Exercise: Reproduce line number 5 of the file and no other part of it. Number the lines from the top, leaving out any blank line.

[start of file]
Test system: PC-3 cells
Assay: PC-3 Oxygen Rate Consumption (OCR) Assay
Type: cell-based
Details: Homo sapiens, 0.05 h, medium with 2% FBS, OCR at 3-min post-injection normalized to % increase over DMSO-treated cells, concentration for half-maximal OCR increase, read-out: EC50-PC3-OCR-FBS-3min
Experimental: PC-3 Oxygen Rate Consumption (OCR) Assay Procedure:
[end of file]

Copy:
Experimental: PC-3 Oxygen Rate Consumption (OCR) Assay Procedure: